Shouting over the whine of the motor, the marine biologist seated next to me tells me that by the time we close the distance the whale will likely have gone down for a deep dive, and we might not see more of them. The gap between us and the pair of whales in the distance narrowed steadily until suddenly, from out of nowhere, an enormous whale surfaced directly beside our boat. The captain shut off the motor and I was overwhelmed by a strong fishy smell. The whale was so massive and so close that I could see its blowhole winking open and closed, and I was fleetingly worried it would flip over our boat with a misplaced gesture. My worry gave way to pure awe as I spotted another smaller whale - it was a mother and her calf. Cameras out, the people onboard were snapping like mad. What an experience for my first whale sighting! After a little while, the mother whale submerged down into the emerald water, her calf following close behind.

Whale fin out of water.

Humpback in Samaná Bay

Photo: Avalon.red / Alamy Stock Photo

I had no idea that we were going to be in for such a treat right out of the gate, and it only got better. A few minutes later, again without warning, the mother whale reemerged, pirouetting her entire body out of the water, seemingly just for fun. Utterly enchanted, the passengers collectively let out an appreciative “wow!”. We launched into National Geographic mode, preparing our cameras for what could be the capture of a lifetime. A humpback whale breaching and pirouetting was a dream come true, so I set my camera to sport mode for rapid-fire continuous shooting. She seemed to have boundless energy, this mother whale. Like a ballerina performing to win a prized spot in French Academy, she gave us higher and higher pirouettes. The baby whale mimicked her, thrusting its body nearly completely out of the water and turning midway with a glorious splash.


After a fifteen-minute pause, we were treated to the vision of an even larger whale propelling its magnificent body almost completely out of the water. Our captain told the enthralled audience that it was a male humpback, competing for the attention of a prospective mate. For five minutes we watched, stunned into silence, as he leapt out of the water into the air and slapped his fins and tails with resounding claps.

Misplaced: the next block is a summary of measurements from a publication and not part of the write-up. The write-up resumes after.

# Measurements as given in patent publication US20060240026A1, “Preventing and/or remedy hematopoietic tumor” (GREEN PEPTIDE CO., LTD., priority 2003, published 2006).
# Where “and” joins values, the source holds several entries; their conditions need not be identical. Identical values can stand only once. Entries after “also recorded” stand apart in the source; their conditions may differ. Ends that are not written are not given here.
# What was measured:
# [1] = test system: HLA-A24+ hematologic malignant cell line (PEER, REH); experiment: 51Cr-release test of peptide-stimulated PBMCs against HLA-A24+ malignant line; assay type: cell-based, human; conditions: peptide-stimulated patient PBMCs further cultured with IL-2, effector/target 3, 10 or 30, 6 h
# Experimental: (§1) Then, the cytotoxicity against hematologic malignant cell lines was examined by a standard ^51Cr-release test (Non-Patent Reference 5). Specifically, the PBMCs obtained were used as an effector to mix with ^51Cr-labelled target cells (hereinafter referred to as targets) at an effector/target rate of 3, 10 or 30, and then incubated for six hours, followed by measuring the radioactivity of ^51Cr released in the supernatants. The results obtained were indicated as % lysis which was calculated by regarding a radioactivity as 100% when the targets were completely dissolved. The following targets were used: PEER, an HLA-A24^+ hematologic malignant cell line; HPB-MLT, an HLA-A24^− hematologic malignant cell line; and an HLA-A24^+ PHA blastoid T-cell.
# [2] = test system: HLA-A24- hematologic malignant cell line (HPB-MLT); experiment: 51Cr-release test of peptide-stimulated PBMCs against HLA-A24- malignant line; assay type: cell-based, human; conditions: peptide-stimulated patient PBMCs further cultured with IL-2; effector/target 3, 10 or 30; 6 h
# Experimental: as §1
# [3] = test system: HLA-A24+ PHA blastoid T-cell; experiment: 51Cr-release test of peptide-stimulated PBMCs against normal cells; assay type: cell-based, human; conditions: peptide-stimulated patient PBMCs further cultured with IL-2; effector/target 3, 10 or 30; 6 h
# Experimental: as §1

Like watching the stars in the middle of the desert – I felt so small and at the same time so connected to the underlying mesh that weaves together the natural world. As the humpback bull leapt and clapped, it was a reminder that I was not apart from the natural order, but a part of it. I put away my DSLR, sank into my seat and wrapped the red felt blanket tightly around me, content to live in the moment of awe.

Humpback whale swimming upside down.

Humpback whale calf in Samaná Bay

Photo: Kike Calvo / Alamy Stock Photo

Watching the whales reminded me that it’s not just where you travel and what you do, but how you take it in that counts. The whales force you to slow down and take it all in, water droplet by water droplet, pirouette by pirouette.


As the motor slowly revved up again, my marine biologist tour companion told me how some whales use sonar and echolocation, and others make flute-like keening calls. I was awed to learn from our guide that their “whale music” can be heard from distances up to 20 miles away.